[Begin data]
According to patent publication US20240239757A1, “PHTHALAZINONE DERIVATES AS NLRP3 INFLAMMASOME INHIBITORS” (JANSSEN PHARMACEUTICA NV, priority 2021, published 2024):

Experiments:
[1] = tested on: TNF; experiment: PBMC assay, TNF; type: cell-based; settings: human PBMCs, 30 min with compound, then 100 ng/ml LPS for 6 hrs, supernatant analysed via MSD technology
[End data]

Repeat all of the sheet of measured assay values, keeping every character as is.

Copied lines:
According to patent publication US20240239757A1, “PHTHALAZINONE DERIVATES AS NLRP3 INFLAMMASOME INHIBITORS” (JANSSEN PHARMACEUTICA NV, priority 2021, published 2024):

Experiments:
[1] = tested on: TNF; experiment: PBMC assay, TNF; type: cell-based; settings: human PBMCs, 30 min with compound, then 100 ng/ml LPS for 6 hrs, supernatant analysed via MSD technology